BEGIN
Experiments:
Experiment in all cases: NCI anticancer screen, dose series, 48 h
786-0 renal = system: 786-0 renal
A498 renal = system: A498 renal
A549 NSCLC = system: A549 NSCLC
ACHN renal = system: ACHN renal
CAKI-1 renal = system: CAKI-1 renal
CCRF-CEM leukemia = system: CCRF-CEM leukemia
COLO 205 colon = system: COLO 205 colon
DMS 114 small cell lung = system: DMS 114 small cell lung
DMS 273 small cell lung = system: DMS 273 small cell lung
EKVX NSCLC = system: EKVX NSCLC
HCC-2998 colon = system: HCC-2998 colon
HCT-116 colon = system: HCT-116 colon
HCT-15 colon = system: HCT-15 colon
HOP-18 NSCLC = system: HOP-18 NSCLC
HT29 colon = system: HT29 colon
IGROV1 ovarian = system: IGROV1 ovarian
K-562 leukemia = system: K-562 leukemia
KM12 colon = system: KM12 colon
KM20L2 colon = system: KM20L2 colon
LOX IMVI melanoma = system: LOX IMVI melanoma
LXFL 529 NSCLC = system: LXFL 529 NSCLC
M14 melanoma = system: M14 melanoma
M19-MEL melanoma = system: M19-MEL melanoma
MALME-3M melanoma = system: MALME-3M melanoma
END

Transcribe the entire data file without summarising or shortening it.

Experiments:
Experiment in all cases: NCI anticancer screen, dose series, 48 h
786-0 renal = system: 786-0 renal
A498 renal = system: A498 renal
A549 NSCLC = system: A549 NSCLC
ACHN renal = system: ACHN renal
CAKI-1 renal = system: CAKI-1 renal
CCRF-CEM leukemia = system: CCRF-CEM leukemia
COLO 205 colon = system: COLO 205 colon
DMS 114 small cell lung = system: DMS 114 small cell lung
DMS 273 small cell lung = system: DMS 273 small cell lung
EKVX NSCLC = system: EKVX NSCLC
HCC-2998 colon = system: HCC-2998 colon
HCT-116 colon = system: HCT-116 colon
HCT-15 colon = system: HCT-15 colon
HOP-18 NSCLC = system: HOP-18 NSCLC
HT29 colon = system: HT29 colon
IGROV1 ovarian = system: IGROV1 ovarian
K-562 leukemia = system: K-562 leukemia
KM12 colon = system: KM12 colon
KM20L2 colon = system: KM20L2 colon
LOX IMVI melanoma = system: LOX IMVI melanoma
LXFL 529 NSCLC = system: LXFL 529 NSCLC
M14 melanoma = system: M14 melanoma
M19-MEL melanoma = system: M19-MEL melanoma
MALME-3M melanoma = system: MALME-3M melanoma